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Over the past few decades, scholars in a variety of fields – economics, psychology, sociology, anthropology, and international relations, among others – have made enormous strides studying the behavioral roots of international law by exploring individual motivations, describing organizational cultures, and mapping communities of practice. Taken together, the work of these scholars presents a complex, nuanced understanding of how international law works. However, these projects are rarely considered together and are generally separated by academic enclosures and focused on different subfields within international law, thereby unfortunately restricting communication among scholars who are using different methodologies. The goal of this book is to break down some of these barriers and provide a glimpse of what an international law more focused on behavior and more engaged with these other fields might look like; this chapter aims to provide a roadmap in this effort by describing international law’s long interest in behavior and the past attempts to explore that relationship, exploring the book’s approach and laying out the contributions in each chapter, and beginning the process of bringing these insights together and outlining a series of takeaways for future study of international law as behavior.
Like domestic law, international law has experimented in recent decades with new approaches to changing legal subjects’ behavior. Realist and institutionalist scholarship in international law and relations generally assume that states will cheat on their obligations if doing so is in their interest. Below the radar, however, a variety of international regimes have begun to emerge that seek to coordinate state behavior without relying exclusively upon credible commitments, instead relying on producing information relevant to an underlying cooperative problem. This chapter takes a first cut at describing this newer mode of international cooperation, describes the relationship between epistemic and credible commitment regimes, and argues that states increasingly choose epistemic regimes over credible regimes in designing international institutions, but also that which option is truly better depends on which regime minimizes the transaction costs of coordinating state behavior.
This volume includes chapters from an exciting group of scholars at the cutting edge of their fields to present a multi-disciplinary look at how international law shapes behavior. Contributors present overviews of the progress established fields have made in analyzing questions of interest, as well as speculations on the questions or insights that emerging methods might raise. In some chapters, there is a focus on how a particular method might raise or help answer questions, while others focus on a particular international law topic by drawing from a variety of fields through a multi-method approach to highlight how these fields may come together in a single project. Still others use behavioral insights as a form of critique to highlight the blind spots and related mistakes in more traditional analyses of the law. Throughout this volume, authors present creative, insightful, challenges to traditional international law scholarship.
The United States (US) has a long history of using local content requirements (LCRs) – laws, regulations, or governmental measures that condition a benefit, often financial support, on the use of a certain percentage of inputs from the local jurisdiction – to promote the development of favored domestic industries. The energy sector, as well as related infrastructure industries, have been no exception. Historically, the US has used LCRs and similar measures to promote the development of fossil fuel industries. More recent interest by policymakers in the US have spurred the use of local content rules tied to pipeline construction, as well as extensive use of LCRs to spur investment in renewable energy. Moreover, LCRs are used at every level of government in the US, from the federal to state and local governments.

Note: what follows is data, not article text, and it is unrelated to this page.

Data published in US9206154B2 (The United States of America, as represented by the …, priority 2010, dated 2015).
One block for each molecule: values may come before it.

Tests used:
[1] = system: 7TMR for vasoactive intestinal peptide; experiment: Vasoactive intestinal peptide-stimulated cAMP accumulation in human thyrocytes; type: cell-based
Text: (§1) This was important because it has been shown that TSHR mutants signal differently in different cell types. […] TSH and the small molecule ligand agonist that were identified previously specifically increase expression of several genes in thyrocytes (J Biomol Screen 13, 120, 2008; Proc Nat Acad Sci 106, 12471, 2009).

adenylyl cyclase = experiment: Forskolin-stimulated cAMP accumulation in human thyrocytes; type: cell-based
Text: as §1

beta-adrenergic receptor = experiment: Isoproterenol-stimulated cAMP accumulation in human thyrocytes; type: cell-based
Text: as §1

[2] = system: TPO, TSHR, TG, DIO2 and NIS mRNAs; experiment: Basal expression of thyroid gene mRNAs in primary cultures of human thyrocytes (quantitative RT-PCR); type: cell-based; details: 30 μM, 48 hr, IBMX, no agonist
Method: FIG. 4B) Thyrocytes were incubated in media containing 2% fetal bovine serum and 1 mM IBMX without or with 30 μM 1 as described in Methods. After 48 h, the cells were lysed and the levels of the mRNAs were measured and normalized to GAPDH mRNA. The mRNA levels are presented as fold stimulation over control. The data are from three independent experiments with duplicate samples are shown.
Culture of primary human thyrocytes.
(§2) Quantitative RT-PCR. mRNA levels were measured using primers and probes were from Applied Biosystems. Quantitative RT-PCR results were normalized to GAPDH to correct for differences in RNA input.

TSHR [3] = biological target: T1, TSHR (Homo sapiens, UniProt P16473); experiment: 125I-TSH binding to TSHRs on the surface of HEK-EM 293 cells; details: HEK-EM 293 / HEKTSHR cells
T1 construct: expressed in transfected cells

This Essay argues that trade agreements may overly constrain the ability of states to regulate supply chains for critical products such as medical supplies. Free trade agreements (FTAs) may exacerbate supply chain concentration, especially through loose rules of origin. And WTO rules constrain preventative regulation of supply chain risks designed to prevent a crisis, while providing exceptions for aggressive action only in the face of a crisis. Thus, WTO members risk flouting WTO rules if they do not limit aggressive, preventative supply chain regulation.
EU–Biodiesel (Indonesia) is the latest in two lines of cases. On the one hand, the case offers yet another example of the Dispute Settlement Body striking down creative interpretations of antidumping rules by developed countries. Applying the Appellate Body's decision in EU–Biodiesel (Argentina), the panel found that the EU could not use antidumping duties to counteract the effects of Indonesia's export tax on palm oil. On the other hand, the decision is another chapter in the battle over renewable energy markets. Both the EU and Indonesia had intervened in their markets to promote the development of domestic biodiesel industries. The panel's decision prevents the EU from using antidumping duties to preserve market opportunities created by its Renewable Energy Directive for its domestic biodiesel producers. The EU has responded in two ways. First, through regulations that disfavor palm-based biodiesel, but not biodiesel made from from other foodstocks, such as rapeseed oil commonly produced in the EU. Second, the EU has imposed countervailing duties on Indonesian biodiesel, finding that Indonesia's export tax on crude palm oil constitutes a subsidy to Indonesian biodiesel producers. The EU's apparently inelastic demand for protection raises two questions: First, when domestic political bargains rest on both protectionist and non-protectionist motives and policies have both protectionist and non-protectonist effects, what are the welfare consequences of restraining only overt protectionism? Second, under what circumstances may regulatory approaches be even less desirable than duties for addressing combined protectionist and environmental interests, and would the WTO have the right powers to discipline them in an environmentally sound way?